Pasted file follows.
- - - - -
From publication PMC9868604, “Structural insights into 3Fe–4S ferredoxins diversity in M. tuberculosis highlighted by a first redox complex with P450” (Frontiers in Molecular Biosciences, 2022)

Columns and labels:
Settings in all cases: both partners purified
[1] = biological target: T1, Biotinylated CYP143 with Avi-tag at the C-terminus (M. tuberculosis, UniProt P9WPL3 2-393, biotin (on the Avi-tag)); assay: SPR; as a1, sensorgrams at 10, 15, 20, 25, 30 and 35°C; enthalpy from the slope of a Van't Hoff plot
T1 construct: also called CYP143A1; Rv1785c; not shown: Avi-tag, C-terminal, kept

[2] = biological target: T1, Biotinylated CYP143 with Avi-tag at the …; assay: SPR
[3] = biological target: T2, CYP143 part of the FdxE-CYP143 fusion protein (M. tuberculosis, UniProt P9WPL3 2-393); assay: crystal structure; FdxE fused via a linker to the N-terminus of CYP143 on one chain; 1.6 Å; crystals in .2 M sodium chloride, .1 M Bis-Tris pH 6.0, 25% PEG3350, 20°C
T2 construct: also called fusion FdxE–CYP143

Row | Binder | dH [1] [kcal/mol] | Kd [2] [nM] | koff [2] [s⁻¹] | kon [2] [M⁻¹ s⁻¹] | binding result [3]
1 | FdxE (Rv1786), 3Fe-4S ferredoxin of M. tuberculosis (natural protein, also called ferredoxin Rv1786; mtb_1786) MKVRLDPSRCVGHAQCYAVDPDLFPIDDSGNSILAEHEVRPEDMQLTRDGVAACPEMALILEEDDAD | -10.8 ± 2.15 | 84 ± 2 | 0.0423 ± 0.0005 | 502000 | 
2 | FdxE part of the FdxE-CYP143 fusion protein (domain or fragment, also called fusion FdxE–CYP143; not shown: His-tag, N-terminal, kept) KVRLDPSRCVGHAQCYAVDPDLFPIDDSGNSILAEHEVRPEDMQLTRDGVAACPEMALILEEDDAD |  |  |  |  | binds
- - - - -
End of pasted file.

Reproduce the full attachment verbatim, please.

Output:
From publication PMC9868604, “Structural insights into 3Fe–4S ferredoxins diversity in M. tuberculosis highlighted by a first redox complex with P450” (Frontiers in Molecular Biosciences, 2022)

Columns and labels:
Settings in all cases: both partners purified
[1] = biological target: T1, Biotinylated CYP143 with Avi-tag at the C-terminus (M. tuberculosis, UniProt P9WPL3 2-393, biotin (on the Avi-tag)); assay: SPR; as a1, sensorgrams at 10, 15, 20, 25, 30 and 35°C; enthalpy from the slope of a Van't Hoff plot
T1 construct: also called CYP143A1; Rv1785c; not shown: Avi-tag, C-terminal, kept

[2] = biological target: T1, Biotinylated CYP143 with Avi-tag at the …; assay: SPR
[3] = biological target: T2, CYP143 part of the FdxE-CYP143 fusion protein (M. tuberculosis, UniProt P9WPL3 2-393); assay: crystal structure; FdxE fused via a linker to the N-terminus of CYP143 on one chain; 1.6 Å; crystals in .2 M sodium chloride, .1 M Bis-Tris pH 6.0, 25% PEG3350, 20°C
T2 construct: also called fusion FdxE–CYP143

Row | Binder | dH [1] [kcal/mol] | Kd [2] [nM] | koff [2] [s⁻¹] | kon [2] [M⁻¹ s⁻¹] | binding result [3]
1 | FdxE (Rv1786), 3Fe-4S ferredoxin of M. tuberculosis (natural protein, also called ferredoxin Rv1786; mtb_1786) MKVRLDPSRCVGHAQCYAVDPDLFPIDDSGNSILAEHEVRPEDMQLTRDGVAACPEMALILEEDDAD | -10.8 ± 2.15 | 84 ± 2 | 0.0423 ± 0.0005 | 502000 | 
2 | FdxE part of the FdxE-CYP143 fusion protein (domain or fragment, also called fusion FdxE–CYP143; not shown: His-tag, N-terminal, kept) KVRLDPSRCVGHAQCYAVDPDLFPIDDSGNSILAEHEVRPEDMQLTRDGVAACPEMALILEEDDAD |  |  |  |  | binds